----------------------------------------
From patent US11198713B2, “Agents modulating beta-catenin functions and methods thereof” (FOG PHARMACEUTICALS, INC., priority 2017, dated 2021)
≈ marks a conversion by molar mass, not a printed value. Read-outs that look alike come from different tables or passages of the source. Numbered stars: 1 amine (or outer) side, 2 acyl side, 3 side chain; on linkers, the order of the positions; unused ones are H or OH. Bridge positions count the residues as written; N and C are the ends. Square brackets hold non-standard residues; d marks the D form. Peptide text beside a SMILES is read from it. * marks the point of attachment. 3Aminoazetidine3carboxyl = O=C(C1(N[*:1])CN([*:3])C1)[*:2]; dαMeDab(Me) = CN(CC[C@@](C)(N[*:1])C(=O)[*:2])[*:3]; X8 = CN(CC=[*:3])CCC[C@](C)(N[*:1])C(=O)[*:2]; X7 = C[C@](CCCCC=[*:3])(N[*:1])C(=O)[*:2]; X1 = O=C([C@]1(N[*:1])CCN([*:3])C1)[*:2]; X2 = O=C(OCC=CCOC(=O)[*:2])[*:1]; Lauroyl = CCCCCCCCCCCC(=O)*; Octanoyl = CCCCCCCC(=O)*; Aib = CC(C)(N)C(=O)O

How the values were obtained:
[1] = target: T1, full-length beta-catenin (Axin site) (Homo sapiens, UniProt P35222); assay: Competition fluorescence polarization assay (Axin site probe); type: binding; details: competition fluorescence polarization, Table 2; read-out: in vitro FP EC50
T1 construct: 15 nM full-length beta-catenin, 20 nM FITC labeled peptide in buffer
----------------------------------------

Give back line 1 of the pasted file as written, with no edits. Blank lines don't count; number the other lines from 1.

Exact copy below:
From patent US11198713B2, “Agents modulating beta-catenin functions and methods thereof” (FOG PHARMACEUTICALS, INC., priority 2017, dated 2021)